Employees could expression a outlaw prosecution if they access or part personal data without a valid reason, the info Commissioners Office has warned.
The warning came after Birmingham Magistrates' court fined two workers in break cases for hacking data protection laws.
Faye Caughey, 32, of Ringswood Road, Solihull was employed at the Heart of England NHS substructure trust (HEFT) when she unlawfully accessed the personal records of 14 individuals between February 2017 and august 2017.
The lawcourt heard that as part of her job, Ms Caughey was authorised to access records of adults on ii break systems HEFTs iCare and CareFirst from Solihull Metropolitan Borough Council.
But an internal investigation found that Ms Caughey viewed personal data of seven fellowship members on iCare and seven children known to her on CareFirst. There was no business need for her to do this and so, she broke data protection law.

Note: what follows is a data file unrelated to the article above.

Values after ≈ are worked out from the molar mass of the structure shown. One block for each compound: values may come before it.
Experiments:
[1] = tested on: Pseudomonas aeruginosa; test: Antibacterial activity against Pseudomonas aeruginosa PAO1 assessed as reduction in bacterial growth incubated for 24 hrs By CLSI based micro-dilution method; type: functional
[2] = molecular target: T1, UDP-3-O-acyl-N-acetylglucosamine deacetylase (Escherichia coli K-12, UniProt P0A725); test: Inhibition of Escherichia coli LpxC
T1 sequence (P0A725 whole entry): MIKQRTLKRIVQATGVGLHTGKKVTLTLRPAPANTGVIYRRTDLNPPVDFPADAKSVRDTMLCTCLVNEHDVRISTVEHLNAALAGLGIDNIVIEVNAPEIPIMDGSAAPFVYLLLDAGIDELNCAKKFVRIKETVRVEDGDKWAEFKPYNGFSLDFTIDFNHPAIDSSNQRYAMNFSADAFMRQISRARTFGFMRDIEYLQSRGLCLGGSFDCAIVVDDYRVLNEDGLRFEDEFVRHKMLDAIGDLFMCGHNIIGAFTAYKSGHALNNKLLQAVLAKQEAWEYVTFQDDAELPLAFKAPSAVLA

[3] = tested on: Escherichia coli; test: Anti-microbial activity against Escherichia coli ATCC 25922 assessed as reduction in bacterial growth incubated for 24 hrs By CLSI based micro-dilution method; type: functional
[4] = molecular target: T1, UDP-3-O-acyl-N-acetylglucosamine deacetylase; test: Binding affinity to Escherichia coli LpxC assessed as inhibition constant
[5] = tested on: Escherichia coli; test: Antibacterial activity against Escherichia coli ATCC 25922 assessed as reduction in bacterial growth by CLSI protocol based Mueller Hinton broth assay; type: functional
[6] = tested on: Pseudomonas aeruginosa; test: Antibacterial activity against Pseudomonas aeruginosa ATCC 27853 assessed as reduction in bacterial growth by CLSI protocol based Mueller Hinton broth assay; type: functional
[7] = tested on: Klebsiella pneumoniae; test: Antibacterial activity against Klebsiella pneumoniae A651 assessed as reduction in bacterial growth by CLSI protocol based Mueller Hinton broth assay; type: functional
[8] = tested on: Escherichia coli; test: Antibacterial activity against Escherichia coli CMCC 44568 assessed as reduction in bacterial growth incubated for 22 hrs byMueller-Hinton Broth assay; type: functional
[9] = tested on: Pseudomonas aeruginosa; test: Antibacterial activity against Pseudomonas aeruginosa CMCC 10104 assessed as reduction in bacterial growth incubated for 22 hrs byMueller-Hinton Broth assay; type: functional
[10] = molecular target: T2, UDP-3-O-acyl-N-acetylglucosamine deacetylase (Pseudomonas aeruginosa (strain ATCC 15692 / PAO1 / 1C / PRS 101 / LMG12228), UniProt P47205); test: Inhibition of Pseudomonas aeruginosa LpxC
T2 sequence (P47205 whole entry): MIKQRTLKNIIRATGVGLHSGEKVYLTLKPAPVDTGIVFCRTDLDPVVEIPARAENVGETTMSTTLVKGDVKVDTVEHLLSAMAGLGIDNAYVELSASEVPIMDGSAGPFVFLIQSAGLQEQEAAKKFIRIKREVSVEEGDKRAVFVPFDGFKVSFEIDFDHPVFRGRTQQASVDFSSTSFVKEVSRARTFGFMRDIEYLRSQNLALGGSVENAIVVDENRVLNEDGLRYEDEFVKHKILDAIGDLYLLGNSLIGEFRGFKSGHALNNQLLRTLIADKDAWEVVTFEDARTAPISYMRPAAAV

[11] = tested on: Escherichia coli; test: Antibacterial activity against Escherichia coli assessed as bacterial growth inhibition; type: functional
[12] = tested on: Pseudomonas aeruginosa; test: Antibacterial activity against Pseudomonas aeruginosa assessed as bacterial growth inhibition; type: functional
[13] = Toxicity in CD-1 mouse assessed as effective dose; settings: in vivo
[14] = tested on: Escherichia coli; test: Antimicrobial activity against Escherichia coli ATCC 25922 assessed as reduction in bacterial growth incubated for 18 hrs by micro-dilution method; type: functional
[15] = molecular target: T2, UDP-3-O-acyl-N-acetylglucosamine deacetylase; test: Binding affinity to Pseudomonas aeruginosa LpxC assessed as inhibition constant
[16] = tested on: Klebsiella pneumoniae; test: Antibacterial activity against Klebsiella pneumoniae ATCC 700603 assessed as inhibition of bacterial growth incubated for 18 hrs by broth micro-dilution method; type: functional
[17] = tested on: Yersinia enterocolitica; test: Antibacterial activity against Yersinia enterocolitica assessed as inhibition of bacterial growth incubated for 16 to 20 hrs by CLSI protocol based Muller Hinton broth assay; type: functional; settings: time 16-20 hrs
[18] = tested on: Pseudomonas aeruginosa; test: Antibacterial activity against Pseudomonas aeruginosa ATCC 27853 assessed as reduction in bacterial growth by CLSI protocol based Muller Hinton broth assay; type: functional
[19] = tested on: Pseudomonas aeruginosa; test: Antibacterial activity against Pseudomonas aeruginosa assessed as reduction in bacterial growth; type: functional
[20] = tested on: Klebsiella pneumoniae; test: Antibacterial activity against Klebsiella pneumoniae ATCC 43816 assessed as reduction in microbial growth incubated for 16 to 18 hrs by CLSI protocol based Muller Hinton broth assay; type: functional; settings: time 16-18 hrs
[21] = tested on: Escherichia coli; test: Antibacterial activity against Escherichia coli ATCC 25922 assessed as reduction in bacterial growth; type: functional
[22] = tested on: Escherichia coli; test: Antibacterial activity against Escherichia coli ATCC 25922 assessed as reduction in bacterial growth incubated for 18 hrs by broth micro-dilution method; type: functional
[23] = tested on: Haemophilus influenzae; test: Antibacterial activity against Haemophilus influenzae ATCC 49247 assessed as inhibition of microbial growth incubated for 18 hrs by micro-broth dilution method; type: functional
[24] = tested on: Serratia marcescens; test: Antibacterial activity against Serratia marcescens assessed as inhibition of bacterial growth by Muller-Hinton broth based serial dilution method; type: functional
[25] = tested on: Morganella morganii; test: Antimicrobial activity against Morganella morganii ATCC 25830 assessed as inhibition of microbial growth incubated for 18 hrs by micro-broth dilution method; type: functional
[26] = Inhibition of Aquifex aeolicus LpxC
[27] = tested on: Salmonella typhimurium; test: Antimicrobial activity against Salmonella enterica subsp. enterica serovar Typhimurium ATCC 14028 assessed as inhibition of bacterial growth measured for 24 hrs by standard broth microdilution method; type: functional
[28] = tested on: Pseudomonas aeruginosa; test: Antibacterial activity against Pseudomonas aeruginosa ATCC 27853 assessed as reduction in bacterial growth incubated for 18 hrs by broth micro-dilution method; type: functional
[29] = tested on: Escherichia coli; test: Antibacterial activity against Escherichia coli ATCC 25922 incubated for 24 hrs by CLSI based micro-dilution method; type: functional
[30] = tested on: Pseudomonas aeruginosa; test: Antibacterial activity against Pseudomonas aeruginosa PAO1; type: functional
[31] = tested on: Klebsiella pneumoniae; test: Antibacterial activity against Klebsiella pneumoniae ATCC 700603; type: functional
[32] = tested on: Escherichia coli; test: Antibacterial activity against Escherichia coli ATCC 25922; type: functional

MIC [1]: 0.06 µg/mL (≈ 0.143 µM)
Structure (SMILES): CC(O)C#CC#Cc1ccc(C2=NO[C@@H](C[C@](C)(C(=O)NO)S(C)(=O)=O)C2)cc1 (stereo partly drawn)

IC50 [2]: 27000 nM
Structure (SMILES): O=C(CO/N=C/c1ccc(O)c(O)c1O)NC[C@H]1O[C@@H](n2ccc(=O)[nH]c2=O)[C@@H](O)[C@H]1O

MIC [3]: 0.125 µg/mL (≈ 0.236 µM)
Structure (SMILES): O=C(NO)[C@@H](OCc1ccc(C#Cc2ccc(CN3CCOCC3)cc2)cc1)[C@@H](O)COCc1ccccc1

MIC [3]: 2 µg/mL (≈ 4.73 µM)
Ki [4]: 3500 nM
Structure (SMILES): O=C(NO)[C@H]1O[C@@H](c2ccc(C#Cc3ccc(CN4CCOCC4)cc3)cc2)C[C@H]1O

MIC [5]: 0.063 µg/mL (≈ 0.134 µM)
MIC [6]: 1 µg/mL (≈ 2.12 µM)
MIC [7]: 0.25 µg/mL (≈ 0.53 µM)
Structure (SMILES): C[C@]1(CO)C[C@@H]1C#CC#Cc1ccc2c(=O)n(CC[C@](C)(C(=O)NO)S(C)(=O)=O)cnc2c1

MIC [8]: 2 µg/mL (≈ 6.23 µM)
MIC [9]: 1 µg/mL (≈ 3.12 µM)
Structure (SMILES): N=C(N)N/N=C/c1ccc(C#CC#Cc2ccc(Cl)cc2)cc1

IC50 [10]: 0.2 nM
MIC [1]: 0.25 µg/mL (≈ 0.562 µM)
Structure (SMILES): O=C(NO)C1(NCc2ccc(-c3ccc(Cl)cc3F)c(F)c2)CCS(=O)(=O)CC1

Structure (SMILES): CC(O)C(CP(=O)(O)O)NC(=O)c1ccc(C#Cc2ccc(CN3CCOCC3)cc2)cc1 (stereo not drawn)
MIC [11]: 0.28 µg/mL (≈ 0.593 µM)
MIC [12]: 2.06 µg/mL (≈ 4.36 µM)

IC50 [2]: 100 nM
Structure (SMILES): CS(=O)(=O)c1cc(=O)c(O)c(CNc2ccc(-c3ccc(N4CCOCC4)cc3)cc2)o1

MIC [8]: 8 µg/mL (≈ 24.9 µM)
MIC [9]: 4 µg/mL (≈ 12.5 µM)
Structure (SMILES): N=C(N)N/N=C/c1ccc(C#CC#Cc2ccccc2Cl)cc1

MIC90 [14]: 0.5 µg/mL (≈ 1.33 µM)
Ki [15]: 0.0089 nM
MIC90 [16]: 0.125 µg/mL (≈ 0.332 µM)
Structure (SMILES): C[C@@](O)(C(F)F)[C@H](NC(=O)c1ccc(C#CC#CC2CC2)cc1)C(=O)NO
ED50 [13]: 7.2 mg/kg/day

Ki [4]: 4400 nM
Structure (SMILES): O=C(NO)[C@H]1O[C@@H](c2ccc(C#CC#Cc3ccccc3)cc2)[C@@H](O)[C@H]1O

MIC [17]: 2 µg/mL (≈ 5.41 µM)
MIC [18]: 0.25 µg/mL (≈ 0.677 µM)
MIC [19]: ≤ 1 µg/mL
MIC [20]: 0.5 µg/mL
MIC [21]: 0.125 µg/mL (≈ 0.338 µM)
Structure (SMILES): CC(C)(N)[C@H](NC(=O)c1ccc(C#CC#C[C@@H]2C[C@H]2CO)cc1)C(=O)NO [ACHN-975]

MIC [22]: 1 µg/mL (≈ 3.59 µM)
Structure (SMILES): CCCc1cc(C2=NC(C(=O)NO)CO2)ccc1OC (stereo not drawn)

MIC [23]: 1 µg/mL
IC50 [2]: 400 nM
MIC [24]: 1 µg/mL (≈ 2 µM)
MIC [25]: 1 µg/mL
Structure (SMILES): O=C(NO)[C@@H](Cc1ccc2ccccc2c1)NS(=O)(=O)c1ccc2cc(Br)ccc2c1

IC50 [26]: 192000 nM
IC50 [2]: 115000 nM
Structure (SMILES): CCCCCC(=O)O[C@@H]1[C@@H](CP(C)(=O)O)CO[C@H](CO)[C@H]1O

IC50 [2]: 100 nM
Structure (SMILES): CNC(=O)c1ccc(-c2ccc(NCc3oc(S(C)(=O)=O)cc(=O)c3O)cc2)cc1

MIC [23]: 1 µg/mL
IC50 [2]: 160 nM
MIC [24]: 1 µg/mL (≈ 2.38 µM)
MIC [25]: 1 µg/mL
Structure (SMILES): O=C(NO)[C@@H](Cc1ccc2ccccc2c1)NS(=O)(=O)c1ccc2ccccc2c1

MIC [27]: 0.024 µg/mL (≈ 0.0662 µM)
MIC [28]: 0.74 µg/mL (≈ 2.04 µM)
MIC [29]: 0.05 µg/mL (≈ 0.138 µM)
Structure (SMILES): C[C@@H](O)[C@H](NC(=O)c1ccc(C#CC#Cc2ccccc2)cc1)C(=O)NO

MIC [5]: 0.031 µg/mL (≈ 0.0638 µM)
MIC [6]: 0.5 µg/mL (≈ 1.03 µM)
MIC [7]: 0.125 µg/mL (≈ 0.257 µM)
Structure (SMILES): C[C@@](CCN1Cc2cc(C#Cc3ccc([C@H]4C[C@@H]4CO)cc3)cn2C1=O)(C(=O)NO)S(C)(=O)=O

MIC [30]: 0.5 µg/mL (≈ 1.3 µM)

Ms Caughey pleaded guilty to hacking s55 and s60 of the data Protection roleplay 1998 (DPA1998) when she appeared at birmingham Magistrates' courtroom on 15 mar 2019. She was fined £1,000, with a £50 victim surcharge, and was ordered to pay £590 towards prosecution costs.
In a separate case, the court heard that Jayana Morgan Davis, 32, of wood greenness Road, birmingham forwarded several work emails containing personal data of customers and other employees to her personal email account in August 2017, weeks before resigning from her role at V12 Sports and Classics Ltd.
At Birmingham Magistrates' lawcourt on 15 march 2019, Ms Morgan davis admitted to triad offences of unlawfully obtaining personal data in hack of s55 and s60 of the DPA1998. She was fined £200, with a £30 victim surcharge, and was ordered to pay £590 towards prosecution costs.